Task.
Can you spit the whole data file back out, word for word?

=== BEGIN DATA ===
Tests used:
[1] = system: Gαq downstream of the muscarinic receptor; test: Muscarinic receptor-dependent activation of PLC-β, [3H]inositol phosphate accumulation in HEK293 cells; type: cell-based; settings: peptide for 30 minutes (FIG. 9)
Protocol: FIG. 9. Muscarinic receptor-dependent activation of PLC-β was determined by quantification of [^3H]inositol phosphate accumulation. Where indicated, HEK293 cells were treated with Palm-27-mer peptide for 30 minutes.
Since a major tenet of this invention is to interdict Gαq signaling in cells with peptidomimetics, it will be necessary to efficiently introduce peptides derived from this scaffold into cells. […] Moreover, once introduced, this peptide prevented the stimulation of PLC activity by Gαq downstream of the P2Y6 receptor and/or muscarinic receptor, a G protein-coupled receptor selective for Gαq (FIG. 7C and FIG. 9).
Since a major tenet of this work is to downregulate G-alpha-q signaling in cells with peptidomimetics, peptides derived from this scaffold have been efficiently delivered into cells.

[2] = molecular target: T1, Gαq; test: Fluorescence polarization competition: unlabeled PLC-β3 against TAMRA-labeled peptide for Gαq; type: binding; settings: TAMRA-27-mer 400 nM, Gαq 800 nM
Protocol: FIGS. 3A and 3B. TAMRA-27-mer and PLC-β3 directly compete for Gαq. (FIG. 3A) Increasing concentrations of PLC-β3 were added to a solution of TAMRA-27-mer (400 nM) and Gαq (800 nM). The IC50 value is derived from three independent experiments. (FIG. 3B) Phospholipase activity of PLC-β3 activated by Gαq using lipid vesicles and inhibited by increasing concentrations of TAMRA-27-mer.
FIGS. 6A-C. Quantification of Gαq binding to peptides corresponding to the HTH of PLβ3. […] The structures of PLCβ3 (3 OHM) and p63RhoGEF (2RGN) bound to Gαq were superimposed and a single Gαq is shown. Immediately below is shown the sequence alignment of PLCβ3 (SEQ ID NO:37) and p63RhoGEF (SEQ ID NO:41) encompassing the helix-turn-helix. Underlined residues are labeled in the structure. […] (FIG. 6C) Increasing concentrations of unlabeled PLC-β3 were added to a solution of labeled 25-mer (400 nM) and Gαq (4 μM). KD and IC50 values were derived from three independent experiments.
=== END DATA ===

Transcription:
Tests used:
[1] = system: Gαq downstream of the muscarinic receptor; test: Muscarinic receptor-dependent activation of PLC-β, [3H]inositol phosphate accumulation in HEK293 cells; type: cell-based; settings: peptide for 30 minutes (FIG. 9)
Protocol: FIG. 9. Muscarinic receptor-dependent activation of PLC-β was determined by quantification of [^3H]inositol phosphate accumulation. Where indicated, HEK293 cells were treated with Palm-27-mer peptide for 30 minutes.
Since a major tenet of this invention is to interdict Gαq signaling in cells with peptidomimetics, it will be necessary to efficiently introduce peptides derived from this scaffold into cells. […] Moreover, once introduced, this peptide prevented the stimulation of PLC activity by Gαq downstream of the P2Y6 receptor and/or muscarinic receptor, a G protein-coupled receptor selective for Gαq (FIG. 7C and FIG. 9).
Since a major tenet of this work is to downregulate G-alpha-q signaling in cells with peptidomimetics, peptides derived from this scaffold have been efficiently delivered into cells.

[2] = molecular target: T1, Gαq; test: Fluorescence polarization competition: unlabeled PLC-β3 against TAMRA-labeled peptide for Gαq; type: binding; settings: TAMRA-27-mer 400 nM, Gαq 800 nM
Protocol: FIGS. 3A and 3B. TAMRA-27-mer and PLC-β3 directly compete for Gαq. (FIG. 3A) Increasing concentrations of PLC-β3 were added to a solution of TAMRA-27-mer (400 nM) and Gαq (800 nM). The IC50 value is derived from three independent experiments. (FIG. 3B) Phospholipase activity of PLC-β3 activated by Gαq using lipid vesicles and inhibited by increasing concentrations of TAMRA-27-mer.
FIGS. 6A-C. Quantification of Gαq binding to peptides corresponding to the HTH of PLβ3. […] The structures of PLCβ3 (3 OHM) and p63RhoGEF (2RGN) bound to Gαq were superimposed and a single Gαq is shown. Immediately below is shown the sequence alignment of PLCβ3 (SEQ ID NO:37) and p63RhoGEF (SEQ ID NO:41) encompassing the helix-turn-helix. Underlined residues are labeled in the structure. […] (FIG. 6C) Increasing concentrations of unlabeled PLC-β3 were added to a solution of labeled 25-mer (400 nM) and Gαq (4 μM). KD and IC50 values were derived from three independent experiments.